The stuff that tells stories
This article originally ran in Showcasing the DNR on July, 25, 2019.
What does your stuff say about you? What does Michigan’s stuff say about Michigan?
The lamp on your nightstand, the footstool in your living room, the coffeemaker in your kitchen – they all have stories to tell about you and your family. Put your stories together with those of people all over the state, and you get Michigan history, being made every day.
The Department of Natural Resources preserves and shares Michigan’s natural and cultural heritage – but did you know that includes a hair wreath, an Atari game system and many elaborate toasters? The Michigan History Center, part of the DNR, uses objects to tell stories about our state. The center collects, preserves and shares over 100,000 Michigan-related objects, cares for them on behalf of residents and ensures that the state’s important historical artifacts are stored safely to protect them for the future.
“We have some really fun, interesting and weird artifacts that we would have no reason to ever put on display,” said Rachel Clark, Michigan History Center education specialist. “When I saw the foot X-ray machine that was used in shoe stores in the mid-20th century, I thought, ‘We need to create an exhibit that shows this and other fascinating artifacts in our collection.’”
A team made up of staff members from all areas of the center spent nearly a year combing through the collections and developing an exhibit that does just that.
About the exhibit
The exhibit “Secret Lives of Michigan Objects” opened at the Michigan History Museum in Lansing in June 2019 and will be on view through May 2020. It explores how Michigan’s stuff tells Michigan’s stories, the way your own stuff tells your story. Broken into multiple smaller sections, the exhibit invites museum visitors to explore what it means to collect and care for objects.
The first artifact visitors encounter sits alone in a case in a dark space. It is dramatically lit. The mood is hushed. It’s … a Vernor’s bottle?
This playful exhibit upends ideas about how museums collect and display objects and why. A mass-manufactured object deserves the Hope Diamond treatment because it can tell a lot of important Michigan stories.
Another section features 75 objects from the museum’s collections, all with one thing in common: they’re green.
“History museums usually organize their objects chronologically, geographically, or by their stories,” said Meagan Papineau, the exhibit’s designer. “We wanted to see what questions and feedback we could generate by putting a lot of green things together.”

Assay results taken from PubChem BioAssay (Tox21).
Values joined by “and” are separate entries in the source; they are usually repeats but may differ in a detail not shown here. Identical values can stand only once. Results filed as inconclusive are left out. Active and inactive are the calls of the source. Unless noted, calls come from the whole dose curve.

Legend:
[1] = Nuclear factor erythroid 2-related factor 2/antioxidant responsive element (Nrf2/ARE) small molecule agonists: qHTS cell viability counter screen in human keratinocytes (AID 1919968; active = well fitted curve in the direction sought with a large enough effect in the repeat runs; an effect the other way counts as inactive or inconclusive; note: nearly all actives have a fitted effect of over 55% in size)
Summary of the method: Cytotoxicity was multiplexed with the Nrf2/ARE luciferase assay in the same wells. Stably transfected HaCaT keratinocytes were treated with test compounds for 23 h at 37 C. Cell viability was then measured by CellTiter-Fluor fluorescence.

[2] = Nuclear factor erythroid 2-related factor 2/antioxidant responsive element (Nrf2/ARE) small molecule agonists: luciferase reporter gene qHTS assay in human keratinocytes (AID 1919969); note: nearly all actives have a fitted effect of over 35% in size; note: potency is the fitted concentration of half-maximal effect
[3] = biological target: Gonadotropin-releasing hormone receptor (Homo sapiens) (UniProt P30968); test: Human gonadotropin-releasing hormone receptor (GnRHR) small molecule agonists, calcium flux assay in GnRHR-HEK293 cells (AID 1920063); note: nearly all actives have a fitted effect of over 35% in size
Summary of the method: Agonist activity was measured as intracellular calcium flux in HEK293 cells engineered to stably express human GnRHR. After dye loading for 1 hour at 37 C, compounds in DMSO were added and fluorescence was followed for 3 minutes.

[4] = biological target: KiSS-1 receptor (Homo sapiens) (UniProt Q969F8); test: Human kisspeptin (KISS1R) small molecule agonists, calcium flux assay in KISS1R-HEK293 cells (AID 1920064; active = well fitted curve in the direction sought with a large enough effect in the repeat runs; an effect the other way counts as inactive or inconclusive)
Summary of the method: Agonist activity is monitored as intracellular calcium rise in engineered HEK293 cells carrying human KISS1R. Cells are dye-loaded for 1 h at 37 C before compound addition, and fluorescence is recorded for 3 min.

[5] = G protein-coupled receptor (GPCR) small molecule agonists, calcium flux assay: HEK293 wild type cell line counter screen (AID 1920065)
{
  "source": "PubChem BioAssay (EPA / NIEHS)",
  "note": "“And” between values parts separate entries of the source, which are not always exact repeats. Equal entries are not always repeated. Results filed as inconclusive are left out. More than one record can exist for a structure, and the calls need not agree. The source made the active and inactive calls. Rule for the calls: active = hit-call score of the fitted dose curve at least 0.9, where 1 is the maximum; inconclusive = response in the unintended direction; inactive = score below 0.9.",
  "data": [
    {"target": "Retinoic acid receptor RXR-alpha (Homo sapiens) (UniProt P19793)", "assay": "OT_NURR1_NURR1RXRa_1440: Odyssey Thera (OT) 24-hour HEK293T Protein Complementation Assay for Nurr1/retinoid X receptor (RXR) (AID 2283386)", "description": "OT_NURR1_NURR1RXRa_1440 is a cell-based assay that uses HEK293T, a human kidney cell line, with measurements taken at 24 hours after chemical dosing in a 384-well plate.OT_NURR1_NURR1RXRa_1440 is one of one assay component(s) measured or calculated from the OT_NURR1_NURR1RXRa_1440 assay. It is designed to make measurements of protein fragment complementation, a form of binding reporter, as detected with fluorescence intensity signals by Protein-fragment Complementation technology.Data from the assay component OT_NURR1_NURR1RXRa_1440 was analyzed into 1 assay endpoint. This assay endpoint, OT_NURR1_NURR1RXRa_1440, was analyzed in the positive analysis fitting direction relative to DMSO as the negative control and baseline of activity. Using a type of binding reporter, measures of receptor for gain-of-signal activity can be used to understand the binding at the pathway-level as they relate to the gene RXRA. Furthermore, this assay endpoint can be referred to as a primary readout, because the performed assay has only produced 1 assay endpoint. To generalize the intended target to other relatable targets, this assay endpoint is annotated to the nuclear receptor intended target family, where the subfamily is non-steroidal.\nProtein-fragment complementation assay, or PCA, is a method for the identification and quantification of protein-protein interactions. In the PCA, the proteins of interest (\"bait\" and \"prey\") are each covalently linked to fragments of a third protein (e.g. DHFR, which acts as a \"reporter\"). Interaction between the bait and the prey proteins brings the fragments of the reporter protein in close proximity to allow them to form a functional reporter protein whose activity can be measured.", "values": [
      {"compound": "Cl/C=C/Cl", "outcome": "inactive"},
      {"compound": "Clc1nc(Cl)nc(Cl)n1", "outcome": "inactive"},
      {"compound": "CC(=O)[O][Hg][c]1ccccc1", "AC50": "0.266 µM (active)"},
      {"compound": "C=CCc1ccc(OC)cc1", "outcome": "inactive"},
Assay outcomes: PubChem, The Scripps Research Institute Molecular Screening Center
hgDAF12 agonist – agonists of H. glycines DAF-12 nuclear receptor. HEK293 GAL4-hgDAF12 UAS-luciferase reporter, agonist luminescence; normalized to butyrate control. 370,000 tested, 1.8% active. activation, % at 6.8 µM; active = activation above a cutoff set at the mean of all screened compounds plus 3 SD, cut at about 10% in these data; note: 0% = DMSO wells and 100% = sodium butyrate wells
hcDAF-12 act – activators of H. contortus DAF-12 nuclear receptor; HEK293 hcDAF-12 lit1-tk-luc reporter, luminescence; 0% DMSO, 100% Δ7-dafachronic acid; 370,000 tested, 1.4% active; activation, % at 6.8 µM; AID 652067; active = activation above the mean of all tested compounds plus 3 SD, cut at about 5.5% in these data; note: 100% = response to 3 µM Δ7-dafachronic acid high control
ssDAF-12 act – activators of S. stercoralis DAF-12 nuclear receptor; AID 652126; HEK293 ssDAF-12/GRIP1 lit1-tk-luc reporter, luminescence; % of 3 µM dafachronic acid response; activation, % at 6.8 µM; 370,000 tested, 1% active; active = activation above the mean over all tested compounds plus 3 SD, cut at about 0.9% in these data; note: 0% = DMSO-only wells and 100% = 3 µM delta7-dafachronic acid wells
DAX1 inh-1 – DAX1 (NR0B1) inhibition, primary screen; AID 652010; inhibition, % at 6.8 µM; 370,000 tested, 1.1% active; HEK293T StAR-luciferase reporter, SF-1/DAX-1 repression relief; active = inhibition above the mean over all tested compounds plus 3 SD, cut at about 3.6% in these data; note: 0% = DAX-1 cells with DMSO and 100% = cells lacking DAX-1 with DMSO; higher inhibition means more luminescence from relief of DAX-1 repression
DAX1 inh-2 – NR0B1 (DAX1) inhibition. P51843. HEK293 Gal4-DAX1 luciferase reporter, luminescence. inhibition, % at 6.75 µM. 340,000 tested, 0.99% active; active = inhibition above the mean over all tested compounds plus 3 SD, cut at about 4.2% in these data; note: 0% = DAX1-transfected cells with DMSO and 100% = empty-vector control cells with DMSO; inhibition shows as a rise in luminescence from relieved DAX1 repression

Visitors get involved
Museum visitors are asked to share on Post-it notes what they’d like to learn about the display. Museum staffers are finding the answers and responding to the questions in the gallery.
One visitor asked who the green clothes had belonged to, and one of the museum’s exhibit designers responded with the story of a dress she made during the 1960s.
The exhibit will grow and change during its run based on input from museum visitors and on the Michigan History Center’s social media channels.
“Between now and September, we have a lot of questions we want to ask people about the exhibit,” said Sara Gross, the center’s engagement specialist, who designed the social media aspects of the exhibit. “We have created a special hashtag, #ThisBelongsInMyMuseum, and are asking visitors to post their favorite personal objects and stories on Facebook, Instagram and Pinterest. We also need help choosing what artifacts get added to the exhibit.”
For example, visitors can vote in the gallery and online for which of the museum’s most unusual objects will go on display this fall. Options include a wreath made for a teacher from the hair of his students; a very decorative, if not slightly impractical, toaster; and an umbrella with a compass in the handle that, as the story goes, was given by Abraham Lincoln to a Union nurse who had gotten lost and captured during the Civil War.
A central feature of the exhibit is a re-created 1970s basement. That is, a partially re-created basement – while the orange shag carpet and furniture are in place, details like wall hangings and personal objects are still missing. Visitors are encouraged to suggest artifacts they think convey a more complete picture of life in Michigan in the 1970s.
The exhibit also offers a behind-the-scenes look at how museums choose what to collect and how they take care of the artifacts they do collect. An empty case symbolizes all the stories of Michigan’s diverse people that the Michigan History Center has not yet collected. A special section shows the different ways objects deteriorate over time, and how museums work to slow down these changes.
Lastly, the exhibit invites visitors to bring in their own artifacts to become part of the exhibit, only for a few minutes. A special case that is missing one side has been set up. Visitors can place their own objects in the case, add a label and take a picture.
Everyone’s objects – including the ones that say something about our lives in 2019 – belong in a museum.